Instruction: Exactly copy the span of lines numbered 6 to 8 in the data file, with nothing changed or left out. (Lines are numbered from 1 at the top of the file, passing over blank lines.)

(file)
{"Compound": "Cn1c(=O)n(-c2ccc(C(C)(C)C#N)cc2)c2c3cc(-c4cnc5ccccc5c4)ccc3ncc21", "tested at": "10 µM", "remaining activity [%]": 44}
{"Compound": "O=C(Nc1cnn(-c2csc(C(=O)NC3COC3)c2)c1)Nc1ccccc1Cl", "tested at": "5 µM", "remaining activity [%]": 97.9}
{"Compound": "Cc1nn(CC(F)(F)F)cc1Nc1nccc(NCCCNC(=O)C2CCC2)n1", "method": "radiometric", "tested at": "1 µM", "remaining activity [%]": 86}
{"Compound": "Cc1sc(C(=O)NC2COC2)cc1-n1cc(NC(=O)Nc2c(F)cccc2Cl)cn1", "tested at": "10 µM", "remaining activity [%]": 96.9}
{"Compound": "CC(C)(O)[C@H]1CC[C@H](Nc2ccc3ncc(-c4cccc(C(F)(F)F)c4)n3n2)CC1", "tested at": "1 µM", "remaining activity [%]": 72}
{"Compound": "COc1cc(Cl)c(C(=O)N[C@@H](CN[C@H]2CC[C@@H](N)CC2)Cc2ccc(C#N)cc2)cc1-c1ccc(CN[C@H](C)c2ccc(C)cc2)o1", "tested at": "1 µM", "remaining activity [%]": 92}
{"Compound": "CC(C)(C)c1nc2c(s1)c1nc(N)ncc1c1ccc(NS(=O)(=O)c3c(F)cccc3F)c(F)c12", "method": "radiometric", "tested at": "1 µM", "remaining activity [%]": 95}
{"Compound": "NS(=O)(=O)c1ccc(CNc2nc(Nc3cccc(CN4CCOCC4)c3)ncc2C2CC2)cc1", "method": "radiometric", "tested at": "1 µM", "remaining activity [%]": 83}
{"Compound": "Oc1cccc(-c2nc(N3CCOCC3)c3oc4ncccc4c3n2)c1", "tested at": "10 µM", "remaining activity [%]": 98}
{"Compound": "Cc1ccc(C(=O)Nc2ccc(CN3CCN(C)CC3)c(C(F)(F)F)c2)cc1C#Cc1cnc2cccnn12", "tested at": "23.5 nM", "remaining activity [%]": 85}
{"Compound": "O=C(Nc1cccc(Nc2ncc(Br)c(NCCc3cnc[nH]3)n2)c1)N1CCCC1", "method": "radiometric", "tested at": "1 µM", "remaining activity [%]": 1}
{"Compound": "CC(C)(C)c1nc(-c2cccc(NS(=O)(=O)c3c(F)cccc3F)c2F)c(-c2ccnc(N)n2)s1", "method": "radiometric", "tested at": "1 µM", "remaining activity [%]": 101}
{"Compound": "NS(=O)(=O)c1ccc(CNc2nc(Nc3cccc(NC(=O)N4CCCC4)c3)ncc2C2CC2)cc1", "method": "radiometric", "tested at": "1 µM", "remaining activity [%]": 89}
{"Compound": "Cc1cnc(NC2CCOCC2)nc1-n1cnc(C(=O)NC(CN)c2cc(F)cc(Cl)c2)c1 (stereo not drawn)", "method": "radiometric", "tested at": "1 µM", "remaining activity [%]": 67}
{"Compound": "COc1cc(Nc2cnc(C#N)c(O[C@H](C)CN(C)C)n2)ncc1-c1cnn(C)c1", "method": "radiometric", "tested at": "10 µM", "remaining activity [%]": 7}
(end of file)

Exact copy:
{"Compound": "COc1cc(Cl)c(C(=O)N[C@@H](CN[C@H]2CC[C@@H](N)CC2)Cc2ccc(C#N)cc2)cc1-c1ccc(CN[C@H](C)c2ccc(C)cc2)o1", "tested at": "1 µM", "remaining activity [%]": 92}
{"Compound": "CC(C)(C)c1nc2c(s1)c1nc(N)ncc1c1ccc(NS(=O)(=O)c3c(F)cccc3F)c(F)c12", "method": "radiometric", "tested at": "1 µM", "remaining activity [%]": 95}
{"Compound": "NS(=O)(=O)c1ccc(CNc2nc(Nc3cccc(CN4CCOCC4)c3)ncc2C2CC2)cc1", "method": "radiometric", "tested at": "1 µM", "remaining activity [%]": 83}